a) I want to ensure that, as far as is reasonably practical, my HTPC has a reasonble life expectancy before needing to be upgraded and/or repaired

    b) By going for quality, researched components (not necessarily the best of the best) I am hoping that there is less risk of hardware or software matching problems and that, if I do encounter a problem, there will be good support

    c) I got a bit excited and carried away!!!

    - I'm still concerned (may be uneccessarily) about this 137Gb disk limit. I've read quite a few comments all over the web instructing on how to get round this problem. But nothing has gone into detail as I guess they assume the reader knows the basics!! So, will the fix apply to all drives no matter how many I fit? Or do I have to do something a bit special (like have a bath) to each and every disk?! I was (and still am) thinking of fitting a third drive in the spare 5.25" bay (as I've gone for the Accent HT100S single external bay model) but I don't want to do this if there is a potential problem and that's assuming there is a facility to connect a third drive to the Motherboard?

    - Dave, can you advise how and where the front Firewire and USB sockets are connected to the Motherboard (assuming that is where they go) as you have the same one?

    Phew always queries, queries, queries. Will I ever be at a stage of answering any!!!
     
  11. deadhammer

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    Hi Richard

    There are lots of different RAID levels. Some are for fault tolerant so that if a drive fails no data is lost, some are to give speed improvements. I have configured my drives in a striped RAID array (RAID 0) this brings about a speed improvement of about 20% in certain circumstances. However this does not give me any fault tolerance, so if a drive fails I lose all my data. I will be backing up any important data onto a DVD or tape anyway so I'm not to worried about a drive failing. You could mirror your drives (RAID 1) this would mean that in the event of a drive failure you would not lose any data, but you would only be able to use half of your total disk capacity, i.e. of 2x300Gb = 600Gb you would only be able to use 300Gb. As an aside don't expect to have this available - by the time you have formatted the drives etc. you will lose plenty of Gbs..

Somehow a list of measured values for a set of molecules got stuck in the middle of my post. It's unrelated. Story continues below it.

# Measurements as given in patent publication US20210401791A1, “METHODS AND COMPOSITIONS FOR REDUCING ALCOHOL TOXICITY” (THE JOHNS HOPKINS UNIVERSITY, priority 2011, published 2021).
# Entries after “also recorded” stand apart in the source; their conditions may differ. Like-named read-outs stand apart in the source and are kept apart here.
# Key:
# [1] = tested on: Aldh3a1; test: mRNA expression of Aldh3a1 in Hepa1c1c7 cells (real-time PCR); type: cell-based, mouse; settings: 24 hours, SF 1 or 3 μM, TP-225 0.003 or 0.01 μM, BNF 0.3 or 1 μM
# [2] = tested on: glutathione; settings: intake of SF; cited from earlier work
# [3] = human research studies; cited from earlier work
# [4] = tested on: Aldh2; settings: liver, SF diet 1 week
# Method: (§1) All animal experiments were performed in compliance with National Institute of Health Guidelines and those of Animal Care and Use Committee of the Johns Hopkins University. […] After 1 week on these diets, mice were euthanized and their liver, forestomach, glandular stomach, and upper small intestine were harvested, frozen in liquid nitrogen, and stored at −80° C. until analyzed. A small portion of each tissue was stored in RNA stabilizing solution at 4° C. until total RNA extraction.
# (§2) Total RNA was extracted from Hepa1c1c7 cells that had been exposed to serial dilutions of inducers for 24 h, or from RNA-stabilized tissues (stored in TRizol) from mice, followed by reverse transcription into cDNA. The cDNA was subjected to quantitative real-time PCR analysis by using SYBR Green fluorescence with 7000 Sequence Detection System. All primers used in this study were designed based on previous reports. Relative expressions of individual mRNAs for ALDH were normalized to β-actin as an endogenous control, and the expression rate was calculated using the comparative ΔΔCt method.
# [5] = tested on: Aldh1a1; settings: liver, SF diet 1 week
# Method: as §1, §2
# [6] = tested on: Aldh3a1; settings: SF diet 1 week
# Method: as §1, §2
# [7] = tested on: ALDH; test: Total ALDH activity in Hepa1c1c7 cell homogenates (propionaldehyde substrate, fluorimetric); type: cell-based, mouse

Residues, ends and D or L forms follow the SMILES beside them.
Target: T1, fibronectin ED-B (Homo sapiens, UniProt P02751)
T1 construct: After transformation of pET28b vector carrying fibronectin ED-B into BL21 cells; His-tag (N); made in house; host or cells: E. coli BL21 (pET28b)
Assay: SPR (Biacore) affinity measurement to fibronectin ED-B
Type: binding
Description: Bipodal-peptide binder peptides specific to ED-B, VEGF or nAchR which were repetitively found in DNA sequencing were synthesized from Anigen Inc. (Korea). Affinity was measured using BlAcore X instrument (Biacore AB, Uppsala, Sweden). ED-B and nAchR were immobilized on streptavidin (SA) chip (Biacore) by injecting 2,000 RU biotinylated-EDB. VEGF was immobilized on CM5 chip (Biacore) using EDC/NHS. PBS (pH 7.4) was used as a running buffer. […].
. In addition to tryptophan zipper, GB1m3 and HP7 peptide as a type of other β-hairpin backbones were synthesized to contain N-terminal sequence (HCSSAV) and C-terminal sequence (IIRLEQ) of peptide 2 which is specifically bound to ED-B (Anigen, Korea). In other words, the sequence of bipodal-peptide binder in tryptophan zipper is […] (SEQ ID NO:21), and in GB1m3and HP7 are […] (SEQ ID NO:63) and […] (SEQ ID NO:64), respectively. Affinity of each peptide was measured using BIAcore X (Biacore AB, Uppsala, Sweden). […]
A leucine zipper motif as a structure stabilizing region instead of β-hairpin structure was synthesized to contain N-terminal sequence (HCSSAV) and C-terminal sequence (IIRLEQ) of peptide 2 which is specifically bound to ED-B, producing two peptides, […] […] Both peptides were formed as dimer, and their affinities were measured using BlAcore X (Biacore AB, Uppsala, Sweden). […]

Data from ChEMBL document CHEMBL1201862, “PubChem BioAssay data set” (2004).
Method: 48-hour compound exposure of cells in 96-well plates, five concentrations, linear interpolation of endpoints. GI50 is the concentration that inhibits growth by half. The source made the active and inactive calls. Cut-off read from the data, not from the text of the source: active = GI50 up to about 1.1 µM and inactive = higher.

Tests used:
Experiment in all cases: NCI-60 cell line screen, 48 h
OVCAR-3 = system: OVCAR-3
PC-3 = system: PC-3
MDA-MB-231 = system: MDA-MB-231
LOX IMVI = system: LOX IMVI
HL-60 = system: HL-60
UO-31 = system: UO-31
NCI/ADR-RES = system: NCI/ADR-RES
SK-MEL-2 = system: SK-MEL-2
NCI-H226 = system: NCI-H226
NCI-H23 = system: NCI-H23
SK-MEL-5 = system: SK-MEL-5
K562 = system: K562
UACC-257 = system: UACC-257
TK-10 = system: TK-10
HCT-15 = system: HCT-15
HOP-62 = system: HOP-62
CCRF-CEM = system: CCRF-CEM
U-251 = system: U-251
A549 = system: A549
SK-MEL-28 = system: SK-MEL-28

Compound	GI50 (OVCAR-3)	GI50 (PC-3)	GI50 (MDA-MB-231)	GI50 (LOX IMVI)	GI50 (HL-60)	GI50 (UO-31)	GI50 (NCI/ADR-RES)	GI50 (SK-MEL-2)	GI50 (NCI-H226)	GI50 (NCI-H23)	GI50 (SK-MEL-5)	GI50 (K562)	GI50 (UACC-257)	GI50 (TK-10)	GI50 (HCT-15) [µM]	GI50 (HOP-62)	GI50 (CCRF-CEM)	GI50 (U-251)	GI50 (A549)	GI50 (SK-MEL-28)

RAID 1 - Mirroring only requires 2 drives but can use any even number that the controller supports.

    RAID 5 - a better version of RAID1 where you only lose 1/n of your disk space where n is the total number of drives. Used mainly in server environments O.K. if you can fit the drives in and you aren't too worried about noise and heat. In your case provided you could fit them in the case this may not be a bad idea as presuming you have 3x300gb drives - you will only lose 1/3 of this so usable will be 600Gb and you will have the advantages of speed and fault tolerance. It will also be hot and noisy - personally I would look at having a seperate server elsewhere in the house and networking the two together as someone else recommended. My PC is almost identical to the one you are specifying and it is already louder than i hoped, but I am a perfectionist, you may find it acceptable.

    BTW set up your RAID array before you install XP. This uses your hardware to do the RAID XP also

    Hard drive query - exerts taken from :-

    http://www.seagate.com/support/kb/disc/faq/137_winxp.html

    "As of January 2003, new copies of Windows XP Full Versions have incorporated 48-bit Addressing for ATA interface disc drives. You can confirm that your copy has this support by inspecting the installation CD artwork. It should say "Windows XP Home (or Professional) Edition Including Service Pack 1.""

    "If your Windows XP CD does not indicate SP1, then your boot drive partition will have a maximum size of 137GB. After the OS and SP1 are installed, any additional gigabytes will show up as unallocated space on the drive and you can easily create a second partition with DiscWizard 2003 or the Windows disk management tools. Also, if you prefer to have a single partition, third party applications such as Partition Commander from VCom or Partition Magic from Powerquest may be able to stretch the partition to annex the newly found capacity."